St Louis River Estuary: The stories and the science

Grassy Point Restoration Site

The Grassy Point Restoration Site is an open-water, flat and sheltered bay in the mid-portion of the estuary known as St. Louis Bay. The site includes the lower 1,000 feet of Keene Creek, a designated trout stream. Once the site of sawmill businesses in the late 1800s and early 1900s, areas of wood waste have impacted aquatic habitat along with sediment deposition from the Keene Creek Watershed.

This project will remove some large wood waste, enhance the shoreline by softening the edges, and create shallow areas to help break the waves and shelter the bay. This will in turn enhance aquatic plant beds on the estuary flats near the main channel and provide for warm-water fish spawning areas along the Keene Creek channel.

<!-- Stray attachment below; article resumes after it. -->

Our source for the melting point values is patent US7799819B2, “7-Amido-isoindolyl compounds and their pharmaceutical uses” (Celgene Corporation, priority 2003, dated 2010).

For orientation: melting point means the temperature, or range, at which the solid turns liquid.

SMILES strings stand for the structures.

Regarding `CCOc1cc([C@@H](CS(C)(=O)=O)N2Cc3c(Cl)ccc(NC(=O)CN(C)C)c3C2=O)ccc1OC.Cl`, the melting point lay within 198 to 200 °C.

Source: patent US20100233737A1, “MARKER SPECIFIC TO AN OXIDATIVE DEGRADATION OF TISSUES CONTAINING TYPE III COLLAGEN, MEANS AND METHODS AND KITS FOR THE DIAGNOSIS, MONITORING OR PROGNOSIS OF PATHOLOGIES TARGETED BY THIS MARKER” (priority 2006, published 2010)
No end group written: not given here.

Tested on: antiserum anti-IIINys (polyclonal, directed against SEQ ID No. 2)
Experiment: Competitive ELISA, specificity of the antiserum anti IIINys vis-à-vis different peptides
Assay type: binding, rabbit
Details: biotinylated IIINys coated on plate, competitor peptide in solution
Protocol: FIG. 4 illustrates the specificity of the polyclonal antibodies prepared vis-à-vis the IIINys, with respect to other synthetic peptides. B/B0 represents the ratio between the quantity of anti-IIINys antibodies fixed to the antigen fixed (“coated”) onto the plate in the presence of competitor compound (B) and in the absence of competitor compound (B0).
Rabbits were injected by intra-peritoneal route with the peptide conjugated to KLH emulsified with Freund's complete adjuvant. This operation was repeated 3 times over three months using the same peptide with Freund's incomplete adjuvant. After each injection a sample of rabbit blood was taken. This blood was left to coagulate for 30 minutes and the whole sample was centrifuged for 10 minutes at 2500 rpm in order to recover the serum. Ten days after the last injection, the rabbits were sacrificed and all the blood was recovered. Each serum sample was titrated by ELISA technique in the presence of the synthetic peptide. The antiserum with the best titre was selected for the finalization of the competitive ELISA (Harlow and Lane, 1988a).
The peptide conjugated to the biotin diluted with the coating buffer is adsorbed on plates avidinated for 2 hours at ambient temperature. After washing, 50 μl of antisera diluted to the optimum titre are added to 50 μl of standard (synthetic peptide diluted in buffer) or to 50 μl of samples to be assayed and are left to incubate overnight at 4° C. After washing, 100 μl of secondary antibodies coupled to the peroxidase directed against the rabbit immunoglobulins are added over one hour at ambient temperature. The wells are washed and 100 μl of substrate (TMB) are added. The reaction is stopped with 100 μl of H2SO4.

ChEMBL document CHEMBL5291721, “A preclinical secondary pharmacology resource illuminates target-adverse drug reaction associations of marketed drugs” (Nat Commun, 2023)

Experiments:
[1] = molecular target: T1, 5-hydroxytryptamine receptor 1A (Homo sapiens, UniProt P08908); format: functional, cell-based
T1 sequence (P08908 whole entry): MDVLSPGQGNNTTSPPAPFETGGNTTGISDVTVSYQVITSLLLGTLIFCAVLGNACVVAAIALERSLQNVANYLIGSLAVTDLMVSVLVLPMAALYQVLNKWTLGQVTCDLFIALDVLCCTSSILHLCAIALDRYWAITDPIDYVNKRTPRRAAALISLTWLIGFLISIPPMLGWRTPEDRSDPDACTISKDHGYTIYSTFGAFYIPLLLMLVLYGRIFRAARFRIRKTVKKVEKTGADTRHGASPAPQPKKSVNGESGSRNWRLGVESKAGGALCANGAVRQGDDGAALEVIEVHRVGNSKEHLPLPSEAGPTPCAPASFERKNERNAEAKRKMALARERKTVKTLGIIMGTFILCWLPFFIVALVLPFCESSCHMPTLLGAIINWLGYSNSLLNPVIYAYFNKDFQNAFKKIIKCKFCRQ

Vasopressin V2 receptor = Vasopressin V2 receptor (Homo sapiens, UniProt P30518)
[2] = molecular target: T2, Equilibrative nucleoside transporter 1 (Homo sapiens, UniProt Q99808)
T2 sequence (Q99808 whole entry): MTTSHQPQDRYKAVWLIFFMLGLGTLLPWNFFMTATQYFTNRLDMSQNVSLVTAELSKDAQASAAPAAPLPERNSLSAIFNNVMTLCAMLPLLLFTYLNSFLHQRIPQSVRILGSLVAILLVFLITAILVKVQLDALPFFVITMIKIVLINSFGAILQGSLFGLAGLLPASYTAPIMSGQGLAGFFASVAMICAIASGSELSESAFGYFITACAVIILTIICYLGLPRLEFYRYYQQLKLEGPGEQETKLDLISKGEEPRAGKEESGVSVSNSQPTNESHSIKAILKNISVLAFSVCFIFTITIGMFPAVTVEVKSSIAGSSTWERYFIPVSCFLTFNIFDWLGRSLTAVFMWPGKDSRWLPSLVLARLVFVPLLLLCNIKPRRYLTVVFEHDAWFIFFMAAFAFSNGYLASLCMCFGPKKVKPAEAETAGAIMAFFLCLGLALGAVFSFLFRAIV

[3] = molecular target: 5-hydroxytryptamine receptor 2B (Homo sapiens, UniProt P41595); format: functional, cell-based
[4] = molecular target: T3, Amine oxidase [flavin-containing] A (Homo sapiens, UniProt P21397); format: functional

What's happening now?

The site is in the final stages of engineering the design for construction of an expanded island, a renewed stream channel, and improved spawning and over-winter fish habitat. Sediment samples are being analyzed to ensure structural integrity. Pre- and post-restoration sediment samples will help verify improved habitat and successful removal of impacts to the site.

What do we expect?

Sheltered bays are considered the most important type of habitat to restore in the estuary. This habitat has been severely impaired over the last century, reducing the biological productivity of the estuary. The restored stream channel and delta will provide spawning habitat for game fish such as muskellunge, northern pike, smallmouth bass, bluegill and black crappie, as well as habitat for critical forage species such as white sucker, shorthead redhorse and silver redhorse.